Before I begin telling you about this little island, which in comparison to my 37 square mile rock is really not that little (Bonaire is 113 square mile), I need to first tell you that Bonaire has long been a place close to my heart. My heart is filled with happy childhood memories of vacations spent here with my parents and siblings, and this little flamingo filled paradise was also one of my three choices when I decided to move back to the Caribbean from the Netherlands in 2001. I ultimately picked St. Maarten but to keep it short, Bonaire is damn special to me, even though it has been 22 years until now.
After Irma I was in desperate need of a little quick escape from my new post-apocalyptic reality. My sister, God bless her, booked me a ticket to fly home to Curaçao to see my frantic parents, who have not seen me since well before the hurricanes. Being so close to Bonaire it was impossible to ignore the offer of my new friend and fellow island writer, Liz from the hilarious blog The Adventures of Island Girl.
I met Liz back in June at the Island Writers Retreat we both attended in San Juan, Puerto Rico. What a difference a few months make. Since then myself and several of these island writers hunkered down and survived two of the worst hurricanes in Caribbean history. Liz, along with the other women, was my rock in those dark days post-Irma.
It has been a while since my last visit to Bonaire and a small reunion with my new island sister was to say the least, super appealing. So I decided on a whim to book a ticket on a tiny puddle jumper at the end of my Curaçao trip to see her. I am incredibly happy with that decision and thank heavens for friends like her.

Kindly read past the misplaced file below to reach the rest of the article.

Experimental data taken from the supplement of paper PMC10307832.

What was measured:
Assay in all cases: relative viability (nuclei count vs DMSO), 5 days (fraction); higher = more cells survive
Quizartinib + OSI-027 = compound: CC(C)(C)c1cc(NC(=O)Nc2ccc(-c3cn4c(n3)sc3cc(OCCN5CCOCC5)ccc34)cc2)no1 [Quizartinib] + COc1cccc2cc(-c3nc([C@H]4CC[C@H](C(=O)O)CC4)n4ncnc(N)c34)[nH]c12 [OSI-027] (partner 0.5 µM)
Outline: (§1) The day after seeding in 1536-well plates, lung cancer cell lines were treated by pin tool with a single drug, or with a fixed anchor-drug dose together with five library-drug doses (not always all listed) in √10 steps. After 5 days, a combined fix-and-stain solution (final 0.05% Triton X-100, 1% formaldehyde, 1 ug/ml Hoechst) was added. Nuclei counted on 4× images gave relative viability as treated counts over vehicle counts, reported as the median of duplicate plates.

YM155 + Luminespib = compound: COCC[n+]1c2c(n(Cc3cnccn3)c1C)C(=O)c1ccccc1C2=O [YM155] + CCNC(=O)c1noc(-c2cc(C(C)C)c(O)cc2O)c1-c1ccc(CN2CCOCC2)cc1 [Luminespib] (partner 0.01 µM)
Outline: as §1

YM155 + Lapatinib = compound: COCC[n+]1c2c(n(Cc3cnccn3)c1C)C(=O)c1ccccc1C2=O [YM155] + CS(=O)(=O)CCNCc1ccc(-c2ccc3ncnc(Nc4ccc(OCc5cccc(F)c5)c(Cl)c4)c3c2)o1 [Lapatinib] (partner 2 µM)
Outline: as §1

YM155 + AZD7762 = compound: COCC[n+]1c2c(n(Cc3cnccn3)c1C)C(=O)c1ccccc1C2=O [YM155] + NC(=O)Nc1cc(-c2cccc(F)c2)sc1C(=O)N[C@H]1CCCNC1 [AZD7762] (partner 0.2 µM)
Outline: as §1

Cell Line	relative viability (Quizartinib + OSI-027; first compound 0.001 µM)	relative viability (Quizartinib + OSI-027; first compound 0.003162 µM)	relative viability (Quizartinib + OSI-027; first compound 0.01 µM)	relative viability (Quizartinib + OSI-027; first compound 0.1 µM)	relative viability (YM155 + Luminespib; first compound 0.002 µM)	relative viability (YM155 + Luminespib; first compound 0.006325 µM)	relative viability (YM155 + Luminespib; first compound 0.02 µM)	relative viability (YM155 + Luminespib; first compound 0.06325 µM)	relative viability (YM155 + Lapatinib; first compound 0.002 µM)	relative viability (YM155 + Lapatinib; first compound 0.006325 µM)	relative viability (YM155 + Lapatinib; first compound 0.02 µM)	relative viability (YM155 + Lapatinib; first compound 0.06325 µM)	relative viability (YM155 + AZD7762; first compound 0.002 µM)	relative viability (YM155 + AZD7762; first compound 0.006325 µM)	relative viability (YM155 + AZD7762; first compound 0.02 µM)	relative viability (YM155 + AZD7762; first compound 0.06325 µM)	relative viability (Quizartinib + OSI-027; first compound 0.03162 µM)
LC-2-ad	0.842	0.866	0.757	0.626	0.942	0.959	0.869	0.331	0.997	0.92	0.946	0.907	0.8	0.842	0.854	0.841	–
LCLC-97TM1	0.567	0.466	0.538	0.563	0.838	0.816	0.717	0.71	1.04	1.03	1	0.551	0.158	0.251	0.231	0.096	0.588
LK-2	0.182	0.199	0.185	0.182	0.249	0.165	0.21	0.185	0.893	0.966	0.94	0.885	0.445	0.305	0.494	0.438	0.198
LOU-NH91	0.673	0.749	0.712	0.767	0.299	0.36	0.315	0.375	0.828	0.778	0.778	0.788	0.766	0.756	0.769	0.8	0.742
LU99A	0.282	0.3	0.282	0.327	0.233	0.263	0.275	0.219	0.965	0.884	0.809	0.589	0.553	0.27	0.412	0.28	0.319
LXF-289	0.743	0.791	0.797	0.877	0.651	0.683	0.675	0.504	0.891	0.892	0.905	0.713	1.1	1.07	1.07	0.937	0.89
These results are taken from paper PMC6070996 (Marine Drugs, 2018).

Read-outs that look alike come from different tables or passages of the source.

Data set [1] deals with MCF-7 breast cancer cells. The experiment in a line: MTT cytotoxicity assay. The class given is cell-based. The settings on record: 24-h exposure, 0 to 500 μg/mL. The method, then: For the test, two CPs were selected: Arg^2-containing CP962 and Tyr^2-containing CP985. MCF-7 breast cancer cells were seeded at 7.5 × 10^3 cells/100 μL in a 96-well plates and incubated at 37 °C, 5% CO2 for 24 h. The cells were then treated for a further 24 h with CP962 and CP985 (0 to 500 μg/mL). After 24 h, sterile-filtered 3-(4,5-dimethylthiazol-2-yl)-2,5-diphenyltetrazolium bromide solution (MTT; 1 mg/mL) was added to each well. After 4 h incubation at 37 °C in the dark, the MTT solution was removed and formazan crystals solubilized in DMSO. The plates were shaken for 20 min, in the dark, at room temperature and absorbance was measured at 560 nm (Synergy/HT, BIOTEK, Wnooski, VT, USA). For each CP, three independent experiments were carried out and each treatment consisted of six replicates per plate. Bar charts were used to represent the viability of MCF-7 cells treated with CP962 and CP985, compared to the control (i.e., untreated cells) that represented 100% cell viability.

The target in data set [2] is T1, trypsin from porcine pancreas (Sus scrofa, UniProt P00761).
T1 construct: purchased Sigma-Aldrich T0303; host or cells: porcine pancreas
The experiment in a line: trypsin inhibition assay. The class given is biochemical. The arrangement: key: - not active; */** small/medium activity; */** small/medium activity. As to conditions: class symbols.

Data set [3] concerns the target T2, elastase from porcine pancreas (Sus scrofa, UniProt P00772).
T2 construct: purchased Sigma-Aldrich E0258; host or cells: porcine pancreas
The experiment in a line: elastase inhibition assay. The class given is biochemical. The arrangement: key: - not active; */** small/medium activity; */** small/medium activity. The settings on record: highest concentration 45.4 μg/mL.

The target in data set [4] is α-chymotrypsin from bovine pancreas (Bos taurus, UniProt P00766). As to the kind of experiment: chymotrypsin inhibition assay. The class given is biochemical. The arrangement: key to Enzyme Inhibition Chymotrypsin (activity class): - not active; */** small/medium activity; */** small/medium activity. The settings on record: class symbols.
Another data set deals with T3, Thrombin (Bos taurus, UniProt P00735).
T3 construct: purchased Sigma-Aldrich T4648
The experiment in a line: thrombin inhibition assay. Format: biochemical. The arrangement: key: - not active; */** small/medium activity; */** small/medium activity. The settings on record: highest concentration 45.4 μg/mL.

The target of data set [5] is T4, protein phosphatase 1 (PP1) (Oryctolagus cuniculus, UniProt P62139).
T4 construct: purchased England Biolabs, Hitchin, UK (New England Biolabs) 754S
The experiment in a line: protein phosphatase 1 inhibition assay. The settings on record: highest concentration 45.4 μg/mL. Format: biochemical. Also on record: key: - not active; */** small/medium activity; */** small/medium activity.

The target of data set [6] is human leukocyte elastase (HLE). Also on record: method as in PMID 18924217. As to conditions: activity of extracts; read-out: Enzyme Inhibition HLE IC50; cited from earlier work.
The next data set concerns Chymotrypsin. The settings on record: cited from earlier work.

My Bonaire adventure started the minute I walked out through the sliding doors at the end of the arrival hall and into the welcome of all welcomes. A welcome you can only really get away with on a small island where people tend to bend the rules a little or look the other way, especially on special occasions.
I was surprised with my very own welcome committee curbside complete with cheers, shrieks, leis, Prosecco and “Despacito” (our theme song from the retreat) blasting from Liz’s car speakers. A handmade sign saying “Welcome Riselle” on it was the cherry on top. I teared up and was thankful at that moment for my mirrored sunglasses. Nobody likes a cry baby.
Liz was really the only person I knew in this group. I quickly realized that the rest of the group came together to celebrate the arrival of a complete stranger. My heart burst into tiny little pieces of confetti at that thought. I am so grateful to each one of you. I really am.
The rest of the trip was a whirlwind of fun girl chats and laughs, cocktails by the pool and sightseeing. Liz patiently took me to all of the places from my youth I so desperately wanted to see again and showed me her favorite hangouts. I was introduced to her friends, who were all very charming and welcoming. The thing about Bonaire that I love the most is how down to earth everyone is. Shorts, t-shirts over bikinis and swim trunks are the go-to outfit of the day for most, flip flops adorn everyone’s feet and beat up cars seems to be the preferred mode of transportation on the island. After driving around for 5 minutes I understood why. The island’s roads are riddled with potholes but for some reason this just adds to the allure.